I still remember the first Corvette I ever drove – a 1978 Corvette Light Blue model on the used lot of a Marietta, Ga., Chevy dealer in the early 1980s.
Though I was in my early 20s, I had already built up an intense relationship with Corvettes since my early youth, even subscribing to Vette Vues magazine in the ninth grade.
Maybe that’s why – despite its dilapidated condition – I still have a sentimental attachment to this 1978 Corvette Yellow barn find currently up for sale for $2450 on craigslist.com in Elkmont, Alabama.
Others who have seen a post about the car on barnfinds.com aren’t as generous.
One commented “push it back into the barn,” followed by another adding “Or into the lake!”
Another deemed it just “a parts car, worth a couple of hundred dollars on a good day.” Yet another person – noting the optimistic description on the listing as a “Fantastic Winter Project” – added “Translation: Perfect for Antarctic residents with very deep pockets.”
Others shared my optimistic sentimentality, however, including a man who called it “a perfect car for a weekend dragger” and another who suggested going “full custom with LS and a manual trans.” We like both those ideas.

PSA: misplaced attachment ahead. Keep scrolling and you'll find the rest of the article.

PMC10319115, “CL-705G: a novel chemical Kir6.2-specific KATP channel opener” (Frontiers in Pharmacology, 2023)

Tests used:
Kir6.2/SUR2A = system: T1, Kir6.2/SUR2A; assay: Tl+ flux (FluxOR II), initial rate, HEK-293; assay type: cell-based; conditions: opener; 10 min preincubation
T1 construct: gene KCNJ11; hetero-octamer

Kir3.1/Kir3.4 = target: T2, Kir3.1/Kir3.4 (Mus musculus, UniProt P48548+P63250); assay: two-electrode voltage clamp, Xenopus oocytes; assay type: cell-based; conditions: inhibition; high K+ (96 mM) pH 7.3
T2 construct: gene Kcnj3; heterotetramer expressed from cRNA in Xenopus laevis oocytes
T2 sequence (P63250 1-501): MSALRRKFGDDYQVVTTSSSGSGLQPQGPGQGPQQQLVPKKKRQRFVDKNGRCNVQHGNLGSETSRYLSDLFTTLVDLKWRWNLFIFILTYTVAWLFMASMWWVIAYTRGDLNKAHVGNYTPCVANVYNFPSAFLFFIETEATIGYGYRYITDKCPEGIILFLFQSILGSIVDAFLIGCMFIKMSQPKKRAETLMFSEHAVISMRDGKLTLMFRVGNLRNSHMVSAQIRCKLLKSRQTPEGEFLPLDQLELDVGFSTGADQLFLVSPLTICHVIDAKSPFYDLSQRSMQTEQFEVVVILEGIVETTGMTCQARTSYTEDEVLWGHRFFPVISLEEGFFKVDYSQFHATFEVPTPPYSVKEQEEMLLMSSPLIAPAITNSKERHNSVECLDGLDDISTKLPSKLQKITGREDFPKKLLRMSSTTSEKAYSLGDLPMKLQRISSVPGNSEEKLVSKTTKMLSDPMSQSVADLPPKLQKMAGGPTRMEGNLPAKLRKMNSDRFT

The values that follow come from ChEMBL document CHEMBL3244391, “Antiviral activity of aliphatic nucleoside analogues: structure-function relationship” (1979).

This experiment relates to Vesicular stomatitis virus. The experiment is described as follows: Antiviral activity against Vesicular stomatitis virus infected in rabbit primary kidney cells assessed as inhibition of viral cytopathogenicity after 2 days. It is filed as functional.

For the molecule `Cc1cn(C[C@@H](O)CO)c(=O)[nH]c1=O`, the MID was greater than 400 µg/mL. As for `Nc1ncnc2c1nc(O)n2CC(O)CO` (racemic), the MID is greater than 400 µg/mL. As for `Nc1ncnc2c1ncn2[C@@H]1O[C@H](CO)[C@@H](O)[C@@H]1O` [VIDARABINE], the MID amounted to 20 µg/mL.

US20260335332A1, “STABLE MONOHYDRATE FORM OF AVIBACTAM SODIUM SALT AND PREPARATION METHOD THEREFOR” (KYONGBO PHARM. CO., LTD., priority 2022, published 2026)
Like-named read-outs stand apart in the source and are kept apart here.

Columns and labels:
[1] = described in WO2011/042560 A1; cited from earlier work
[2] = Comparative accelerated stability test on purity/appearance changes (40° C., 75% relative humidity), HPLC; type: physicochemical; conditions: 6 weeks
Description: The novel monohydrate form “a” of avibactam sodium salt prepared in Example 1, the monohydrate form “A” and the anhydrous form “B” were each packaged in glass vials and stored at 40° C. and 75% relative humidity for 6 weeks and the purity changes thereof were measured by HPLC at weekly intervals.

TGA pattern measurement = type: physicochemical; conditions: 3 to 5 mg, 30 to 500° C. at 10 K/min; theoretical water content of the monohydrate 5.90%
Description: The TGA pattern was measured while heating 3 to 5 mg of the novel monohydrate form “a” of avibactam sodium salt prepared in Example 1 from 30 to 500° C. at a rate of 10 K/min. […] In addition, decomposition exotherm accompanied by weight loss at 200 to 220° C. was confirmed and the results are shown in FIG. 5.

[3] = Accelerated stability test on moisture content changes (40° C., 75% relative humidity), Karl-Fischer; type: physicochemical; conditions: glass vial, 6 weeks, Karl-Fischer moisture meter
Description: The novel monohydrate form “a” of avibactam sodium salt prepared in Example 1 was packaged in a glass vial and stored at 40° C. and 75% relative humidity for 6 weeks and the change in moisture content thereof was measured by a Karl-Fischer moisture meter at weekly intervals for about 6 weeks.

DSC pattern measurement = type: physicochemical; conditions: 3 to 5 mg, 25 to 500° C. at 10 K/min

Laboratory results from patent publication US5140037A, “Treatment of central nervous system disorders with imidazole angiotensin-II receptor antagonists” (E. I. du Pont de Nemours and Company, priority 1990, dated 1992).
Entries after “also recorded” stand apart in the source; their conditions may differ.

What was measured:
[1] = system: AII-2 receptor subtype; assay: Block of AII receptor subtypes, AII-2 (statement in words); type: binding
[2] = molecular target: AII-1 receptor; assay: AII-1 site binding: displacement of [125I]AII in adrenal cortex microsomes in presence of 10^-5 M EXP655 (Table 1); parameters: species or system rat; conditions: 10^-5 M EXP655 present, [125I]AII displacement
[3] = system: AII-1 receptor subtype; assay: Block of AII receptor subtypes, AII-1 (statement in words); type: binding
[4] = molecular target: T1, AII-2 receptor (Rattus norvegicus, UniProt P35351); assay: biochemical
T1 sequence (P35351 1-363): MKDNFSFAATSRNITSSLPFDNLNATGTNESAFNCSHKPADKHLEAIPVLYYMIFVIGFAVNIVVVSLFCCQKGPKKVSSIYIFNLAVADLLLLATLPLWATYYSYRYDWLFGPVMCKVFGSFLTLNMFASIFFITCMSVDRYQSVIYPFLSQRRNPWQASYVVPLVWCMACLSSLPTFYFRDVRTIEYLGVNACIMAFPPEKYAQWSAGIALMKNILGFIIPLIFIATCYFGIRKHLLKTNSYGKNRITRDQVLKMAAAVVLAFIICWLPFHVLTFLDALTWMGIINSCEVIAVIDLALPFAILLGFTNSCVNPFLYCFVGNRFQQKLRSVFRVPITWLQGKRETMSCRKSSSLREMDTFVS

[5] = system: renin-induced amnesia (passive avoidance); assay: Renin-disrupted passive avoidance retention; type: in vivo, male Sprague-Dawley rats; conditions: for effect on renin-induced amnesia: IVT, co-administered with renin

On the bright side, the car had been stored out of the weather in a shed “for at least the past 20 years,” is one of only 1,243 examples painted in Corvette Yellow that year, and retains its numbers-matching 350 engine with a Turbo 350 transmission.
“Many years ago the previous owner had drained the fluids, pulled the interior, carburetor and distributor, then passed away,” the seller explained. “His widow had no idea what he had done with the parts. I bought it just as it sits.”
The new owner picked up the torch and has since cleaned the fuel tank, fuel lines, and engine grounds, then installed an old distributor and carburetor, added some fuel, and fired up the engine. “Once timing was set, it did idle and dropped into drive and reverse,” he said.
He claims that the body remains “very nice” and the car has “a rust free frame.”
“Definitely worth the time to get it back on the road for cheap,” he maintains. “Would also make a fantastic LS swap project.”
Good suggestions. However, this Corvette also brings back memories of a 1979 10th Anniversary Trans Am my wife and I bought just a few years back. We were convinced it could be restored and become a beautiful $40,000 car without much effort. After about a year of constant spending on the car, just trying to keep it running, we still had not touched the body or interior and finally decided to pull the plug, putting us out of its misery.
Our advice on this 1978 barn find? Add a few bucks to that $2450 and go ahead and buy a nice example from someone that’s already been fixed up.
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